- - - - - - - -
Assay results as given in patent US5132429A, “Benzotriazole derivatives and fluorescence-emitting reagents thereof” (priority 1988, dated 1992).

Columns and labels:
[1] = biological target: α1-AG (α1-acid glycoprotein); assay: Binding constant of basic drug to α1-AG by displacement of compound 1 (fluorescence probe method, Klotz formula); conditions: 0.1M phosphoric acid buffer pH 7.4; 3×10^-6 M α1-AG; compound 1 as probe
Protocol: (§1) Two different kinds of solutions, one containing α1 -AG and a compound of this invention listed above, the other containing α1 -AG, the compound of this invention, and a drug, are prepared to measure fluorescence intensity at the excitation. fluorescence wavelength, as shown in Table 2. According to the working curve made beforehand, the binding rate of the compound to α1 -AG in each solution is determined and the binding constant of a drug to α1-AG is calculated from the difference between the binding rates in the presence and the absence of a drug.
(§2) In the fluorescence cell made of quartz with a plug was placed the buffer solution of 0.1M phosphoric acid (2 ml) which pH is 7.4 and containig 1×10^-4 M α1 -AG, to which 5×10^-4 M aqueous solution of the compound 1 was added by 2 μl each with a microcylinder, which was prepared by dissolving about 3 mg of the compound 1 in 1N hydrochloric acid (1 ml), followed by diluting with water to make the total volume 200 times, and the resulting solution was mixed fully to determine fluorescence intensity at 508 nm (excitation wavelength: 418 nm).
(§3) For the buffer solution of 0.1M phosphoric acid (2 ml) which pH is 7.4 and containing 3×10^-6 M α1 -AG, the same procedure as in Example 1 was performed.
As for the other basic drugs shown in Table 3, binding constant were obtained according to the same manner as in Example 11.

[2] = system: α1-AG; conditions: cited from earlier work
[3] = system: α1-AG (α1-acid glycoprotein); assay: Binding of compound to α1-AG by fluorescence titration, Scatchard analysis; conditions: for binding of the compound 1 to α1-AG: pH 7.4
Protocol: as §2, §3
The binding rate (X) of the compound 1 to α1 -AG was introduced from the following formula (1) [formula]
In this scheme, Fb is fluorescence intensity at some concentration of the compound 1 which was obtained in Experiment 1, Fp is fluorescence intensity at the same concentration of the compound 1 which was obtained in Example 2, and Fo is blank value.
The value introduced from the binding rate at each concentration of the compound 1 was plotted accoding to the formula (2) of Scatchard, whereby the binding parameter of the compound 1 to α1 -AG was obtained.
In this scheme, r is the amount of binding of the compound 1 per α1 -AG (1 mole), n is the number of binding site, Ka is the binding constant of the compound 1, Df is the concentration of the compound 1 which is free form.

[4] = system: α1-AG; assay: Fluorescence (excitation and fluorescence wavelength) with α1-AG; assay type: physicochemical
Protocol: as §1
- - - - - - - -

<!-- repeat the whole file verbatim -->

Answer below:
Assay results as given in patent US5132429A, “Benzotriazole derivatives and fluorescence-emitting reagents thereof” (priority 1988, dated 1992).

Columns and labels:
[1] = biological target: α1-AG (α1-acid glycoprotein); assay: Binding constant of basic drug to α1-AG by displacement of compound 1 (fluorescence probe method, Klotz formula); conditions: 0.1M phosphoric acid buffer pH 7.4; 3×10^-6 M α1-AG; compound 1 as probe
Protocol: (§1) Two different kinds of solutions, one containing α1 -AG and a compound of this invention listed above, the other containing α1 -AG, the compound of this invention, and a drug, are prepared to measure fluorescence intensity at the excitation. fluorescence wavelength, as shown in Table 2. According to the working curve made beforehand, the binding rate of the compound to α1 -AG in each solution is determined and the binding constant of a drug to α1-AG is calculated from the difference between the binding rates in the presence and the absence of a drug.
(§2) In the fluorescence cell made of quartz with a plug was placed the buffer solution of 0.1M phosphoric acid (2 ml) which pH is 7.4 and containig 1×10^-4 M α1 -AG, to which 5×10^-4 M aqueous solution of the compound 1 was added by 2 μl each with a microcylinder, which was prepared by dissolving about 3 mg of the compound 1 in 1N hydrochloric acid (1 ml), followed by diluting with water to make the total volume 200 times, and the resulting solution was mixed fully to determine fluorescence intensity at 508 nm (excitation wavelength: 418 nm).
(§3) For the buffer solution of 0.1M phosphoric acid (2 ml) which pH is 7.4 and containing 3×10^-6 M α1 -AG, the same procedure as in Example 1 was performed.
As for the other basic drugs shown in Table 3, binding constant were obtained according to the same manner as in Example 11.

[2] = system: α1-AG; conditions: cited from earlier work
[3] = system: α1-AG (α1-acid glycoprotein); assay: Binding of compound to α1-AG by fluorescence titration, Scatchard analysis; conditions: for binding of the compound 1 to α1-AG: pH 7.4
Protocol: as §2, §3
The binding rate (X) of the compound 1 to α1 -AG was introduced from the following formula (1) [formula]
In this scheme, Fb is fluorescence intensity at some concentration of the compound 1 which was obtained in Experiment 1, Fp is fluorescence intensity at the same concentration of the compound 1 which was obtained in Example 2, and Fo is blank value.
The value introduced from the binding rate at each concentration of the compound 1 was plotted accoding to the formula (2) of Scatchard, whereby the binding parameter of the compound 1 to α1 -AG was obtained.
In this scheme, r is the amount of binding of the compound 1 per α1 -AG (1 mole), n is the number of binding site, Ka is the binding constant of the compound 1, Df is the concentration of the compound 1 which is free form.

[4] = system: α1-AG; assay: Fluorescence (excitation and fluorescence wavelength) with α1-AG; assay type: physicochemical
Protocol: as §1